There is a particular shroud of anonymity that one can enjoy within the confines of the online world. On the Internet, our true identity can be masked by a pseudonym, avatar, or profile page – all of which we’ve painstakingly created.
Through our manufactured persona, we can be cooler, more elusive, more present, or more forthcoming than we perhaps ever could in person. But while some choose secrecy to protect their career or private lives, others take advantage of the liberties allowed when going incognito.
Internet anonymity is often seen as a protective blanket under which scammers, frauds, and predators can freely lurk. They entice the unsuspecting, make their gain, and proceed to sneak away into the ether (net cables).
But do they really always get away with it?
There is a growing trend among web users that seeks to name and shame any bad behaviour online. It is colloquially termed ‘doxxing’. Urban Dictionary – the highly reputable online etymology database – categorises doxxing as “publicly exposing someone’s real name or address on the Internet”. It’s not always used for vengeful purposes, and is often similar to being a dibber-dobber.
As a member of a few Facebook networking groups, I have come across cases of doxxing. Dissatisfied people post on the site, naming, shaming, and warning against whomever they had professional dealings. At first I found them to be mildly humorous. I thought, ‘Hell, if these people don’t want to follow through with whatever online deal they made, then more fool them.’ But the more I became attuned to this very public form of professional or personal humiliation, I started to realise that it’s a lot more complex. In reality, it’s an Internet moral minefield. Not even the Internet, our most trusted and transparent source of information and communication, is impervious to moral implications. Whodathunkit.
Amidst my voyeuristic enjoyment of the doxxing epidemic, I had fallen pray to a dangerous assumption: that those who ousted potential scammers were telling the truth. I ran into this conundrum head-on while one day aimlessly perusing a Facebook networking page. Someone (who I won’t name, for obvious reasons) made an irate post on the page, naming the person who wronged her and giving a scathing review of his photography services. I read the comments below with intrigue, anticipating a chorus of agreement or compiling accusations, as is typical with the doxxing on this site. But this time it was different. About 50 outraged comments deep and there he was: the named scammer. Defiant in the face of injustice, the apparent “scam artist” attempted to set the story straight. He’d taken screen shots of their communication and posted them as evidence.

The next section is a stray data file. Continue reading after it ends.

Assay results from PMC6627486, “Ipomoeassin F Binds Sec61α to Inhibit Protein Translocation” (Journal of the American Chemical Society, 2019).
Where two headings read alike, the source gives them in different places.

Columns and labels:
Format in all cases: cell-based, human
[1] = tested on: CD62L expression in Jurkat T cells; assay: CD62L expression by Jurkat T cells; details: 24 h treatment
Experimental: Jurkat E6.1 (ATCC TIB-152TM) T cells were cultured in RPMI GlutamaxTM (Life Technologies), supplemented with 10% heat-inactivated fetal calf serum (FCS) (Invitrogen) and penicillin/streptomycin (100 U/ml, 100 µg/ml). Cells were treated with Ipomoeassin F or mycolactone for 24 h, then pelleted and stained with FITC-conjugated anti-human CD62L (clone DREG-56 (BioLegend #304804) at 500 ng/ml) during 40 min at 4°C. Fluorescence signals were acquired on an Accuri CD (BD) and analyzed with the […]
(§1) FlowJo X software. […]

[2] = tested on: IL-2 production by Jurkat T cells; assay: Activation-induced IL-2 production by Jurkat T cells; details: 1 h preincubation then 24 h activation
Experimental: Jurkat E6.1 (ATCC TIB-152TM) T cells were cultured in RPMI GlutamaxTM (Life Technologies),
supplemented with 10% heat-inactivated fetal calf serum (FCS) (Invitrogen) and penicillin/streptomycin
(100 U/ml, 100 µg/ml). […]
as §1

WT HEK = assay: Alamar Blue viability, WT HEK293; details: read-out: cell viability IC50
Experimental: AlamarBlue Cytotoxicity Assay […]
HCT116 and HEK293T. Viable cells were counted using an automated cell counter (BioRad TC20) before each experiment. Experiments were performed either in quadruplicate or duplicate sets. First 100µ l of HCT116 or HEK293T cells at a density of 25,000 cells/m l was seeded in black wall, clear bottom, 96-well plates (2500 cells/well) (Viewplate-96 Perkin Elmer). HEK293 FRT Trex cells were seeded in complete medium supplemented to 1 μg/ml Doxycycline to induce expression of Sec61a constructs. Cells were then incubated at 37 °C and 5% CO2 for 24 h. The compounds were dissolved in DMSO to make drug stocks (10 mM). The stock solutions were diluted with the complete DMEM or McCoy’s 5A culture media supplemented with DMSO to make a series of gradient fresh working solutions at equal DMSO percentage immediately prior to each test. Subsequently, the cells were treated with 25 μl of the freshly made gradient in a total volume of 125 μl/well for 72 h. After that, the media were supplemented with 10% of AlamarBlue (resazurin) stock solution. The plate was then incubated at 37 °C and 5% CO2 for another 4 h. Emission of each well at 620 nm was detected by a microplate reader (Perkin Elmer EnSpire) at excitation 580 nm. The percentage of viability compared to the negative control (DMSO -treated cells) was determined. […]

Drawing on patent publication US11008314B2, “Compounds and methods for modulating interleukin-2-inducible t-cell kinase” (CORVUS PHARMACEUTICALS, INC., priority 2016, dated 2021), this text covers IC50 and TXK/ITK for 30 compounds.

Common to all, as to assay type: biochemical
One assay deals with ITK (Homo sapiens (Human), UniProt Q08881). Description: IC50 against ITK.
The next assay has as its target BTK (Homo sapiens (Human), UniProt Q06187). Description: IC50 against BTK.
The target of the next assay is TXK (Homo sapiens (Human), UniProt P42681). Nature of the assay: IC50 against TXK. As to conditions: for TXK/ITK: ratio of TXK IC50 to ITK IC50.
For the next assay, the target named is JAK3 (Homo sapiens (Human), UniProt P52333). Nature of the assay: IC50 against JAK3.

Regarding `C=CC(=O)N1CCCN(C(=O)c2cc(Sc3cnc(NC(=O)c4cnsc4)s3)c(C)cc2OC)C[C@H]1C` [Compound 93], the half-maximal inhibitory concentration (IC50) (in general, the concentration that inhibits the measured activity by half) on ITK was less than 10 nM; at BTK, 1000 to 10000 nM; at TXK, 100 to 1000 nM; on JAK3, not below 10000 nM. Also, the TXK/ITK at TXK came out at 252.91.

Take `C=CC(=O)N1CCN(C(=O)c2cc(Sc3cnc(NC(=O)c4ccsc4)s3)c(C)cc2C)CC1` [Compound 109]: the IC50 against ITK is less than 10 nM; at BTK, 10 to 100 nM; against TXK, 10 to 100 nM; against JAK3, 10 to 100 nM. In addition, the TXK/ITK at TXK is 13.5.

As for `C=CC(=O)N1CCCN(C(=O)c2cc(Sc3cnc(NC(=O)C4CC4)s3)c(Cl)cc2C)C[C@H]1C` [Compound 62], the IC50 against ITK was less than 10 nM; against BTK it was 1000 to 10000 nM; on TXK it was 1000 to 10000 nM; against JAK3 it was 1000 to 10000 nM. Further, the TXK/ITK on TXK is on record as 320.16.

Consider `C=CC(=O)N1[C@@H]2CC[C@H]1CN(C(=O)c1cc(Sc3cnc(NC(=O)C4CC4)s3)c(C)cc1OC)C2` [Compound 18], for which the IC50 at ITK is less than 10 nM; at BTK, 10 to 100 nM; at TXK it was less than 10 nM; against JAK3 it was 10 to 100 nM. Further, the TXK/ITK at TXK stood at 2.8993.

At first I got a kick out of the ensuing argument, watching the to-and-fro of a petty online debate as though I have absolutely nothing better to do with my summer holidays. But after realising that the poor guy had genuinely done nothing wrong, it became obvious that there was something much more vindictive at play. It turns out that the girl who originally made the post was mad because her self-portraits weren’t as pretty as she’d hoped. Adding insult to injury, she was also still incensed from when he rejected her offer to go for drinks after the shoot. Whoops.
I realised just how much is at stake for some people who suffer at the hands of wrongly accused doxxing. Victims are rarely given the opportunity to undo claims made against them, making the effects of doxxing particularly volatile and potentially damaging.
From that point, my innate trust in the people doxxing was torn to shreds, along with whatever morbid fascination I had with Facebook networking groups and their obsession with naming and shaming. Even in cases where I’d be more likely to believe the person making the claim I’m still wary. After all, in the cutthroat world of online transactions, what really makes the accuser more trustworthy than the accused?